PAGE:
Anzac Day

Today is Anzac Day. My American friends may be asking, “What the heck is Anzac Day?” It is perhaps Australia’s most important national occasion.

Commemorated on April 25, Anzac Day is a national day of remembrance to honor the members of the Australian and New Zealand Army Corps (ANZAC) who fought at Gallipoli (in modern day Turkey) during World War I. The Allies suffered heavy casualties and the military campaign to knock the Ottoman Empire out of the war failed, but the actions of the troops left a powerful legacy that has become an important part of the national identities of both Australia and New Zealand. Additionally, Anzac Day now more broadly commemorates all the men and women who have served and died in military service.

We’ve been up since shortly after dawn on this cold and rainy day. Australians commemorate Anzac Day with a service at dawn – the time of the original landing in Galipoli. Later in the day, ex-servicemen and women march through the city, and formal ceremonies are also held at war memorials throughout the country. Poppies, a symbol of remembrance, are laid down.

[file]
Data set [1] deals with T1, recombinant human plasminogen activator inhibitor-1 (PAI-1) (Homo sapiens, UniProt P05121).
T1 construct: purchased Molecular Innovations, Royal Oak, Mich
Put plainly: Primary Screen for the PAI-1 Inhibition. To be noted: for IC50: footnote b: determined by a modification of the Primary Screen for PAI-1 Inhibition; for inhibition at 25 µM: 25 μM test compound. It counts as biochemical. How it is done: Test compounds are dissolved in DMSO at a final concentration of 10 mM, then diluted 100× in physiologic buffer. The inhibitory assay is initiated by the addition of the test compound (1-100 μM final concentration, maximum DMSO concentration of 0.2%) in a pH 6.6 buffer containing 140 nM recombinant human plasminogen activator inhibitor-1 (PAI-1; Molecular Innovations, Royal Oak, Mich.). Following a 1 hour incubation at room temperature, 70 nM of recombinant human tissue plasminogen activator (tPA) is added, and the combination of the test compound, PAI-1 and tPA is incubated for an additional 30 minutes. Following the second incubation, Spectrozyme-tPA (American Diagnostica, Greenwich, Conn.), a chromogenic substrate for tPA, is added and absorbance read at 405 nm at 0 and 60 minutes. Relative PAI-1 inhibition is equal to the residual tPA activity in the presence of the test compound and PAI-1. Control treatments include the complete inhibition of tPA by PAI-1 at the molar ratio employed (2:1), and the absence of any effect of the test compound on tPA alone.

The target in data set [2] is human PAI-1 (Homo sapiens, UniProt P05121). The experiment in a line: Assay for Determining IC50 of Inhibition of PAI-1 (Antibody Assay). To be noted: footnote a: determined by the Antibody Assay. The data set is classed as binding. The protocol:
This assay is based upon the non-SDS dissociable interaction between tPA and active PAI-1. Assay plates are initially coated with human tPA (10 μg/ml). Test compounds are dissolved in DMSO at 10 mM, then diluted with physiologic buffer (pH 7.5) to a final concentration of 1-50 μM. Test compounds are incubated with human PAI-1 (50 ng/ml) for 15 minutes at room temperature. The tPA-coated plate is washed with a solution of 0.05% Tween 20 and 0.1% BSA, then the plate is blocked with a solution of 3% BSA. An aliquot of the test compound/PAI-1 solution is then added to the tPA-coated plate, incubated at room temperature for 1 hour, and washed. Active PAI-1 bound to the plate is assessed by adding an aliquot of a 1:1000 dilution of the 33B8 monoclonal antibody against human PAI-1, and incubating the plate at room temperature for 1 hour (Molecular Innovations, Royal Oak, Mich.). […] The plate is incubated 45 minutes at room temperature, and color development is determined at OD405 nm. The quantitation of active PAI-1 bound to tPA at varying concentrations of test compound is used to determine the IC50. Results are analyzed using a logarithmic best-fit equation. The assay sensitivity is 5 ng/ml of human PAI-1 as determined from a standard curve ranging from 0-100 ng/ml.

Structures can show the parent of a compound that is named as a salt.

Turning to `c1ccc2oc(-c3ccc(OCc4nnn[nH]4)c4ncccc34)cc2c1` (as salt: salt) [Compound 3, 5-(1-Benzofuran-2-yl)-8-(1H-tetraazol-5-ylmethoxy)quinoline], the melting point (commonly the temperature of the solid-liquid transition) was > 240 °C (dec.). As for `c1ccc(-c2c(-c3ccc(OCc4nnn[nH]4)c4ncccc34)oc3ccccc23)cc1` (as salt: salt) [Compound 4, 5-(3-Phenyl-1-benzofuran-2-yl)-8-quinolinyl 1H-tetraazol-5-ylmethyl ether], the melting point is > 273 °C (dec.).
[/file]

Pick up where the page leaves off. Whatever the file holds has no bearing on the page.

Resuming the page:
Anzac Day

Anzac biscuits

In the afternoon, another important tradition takes place – the footy match between Collingwood and Essendon, which we are enjoying right now (go Pies)! I have no idea why these two teams go at it every year on Anzac Day, but it is a big deal. The Anzac Day game is the biggest match in the AFL outside the Grand Final. The Anzac Medal is awarded to the player who best exemplifies the Anzac spirit – skill, courage, self-sacrifice, teamwork, and fair play.

So, as I enjoy a sweet Strongbow cider and Anzac biscuits, which tastes like an oatmeal-coconut cookie, I salute Australia’s servicemen and women, our allies in the war then and now. May we always honor their sacrifice and memory.

About the photo: By Fir0002/Flagstaffotos under the CC-BY-NC.


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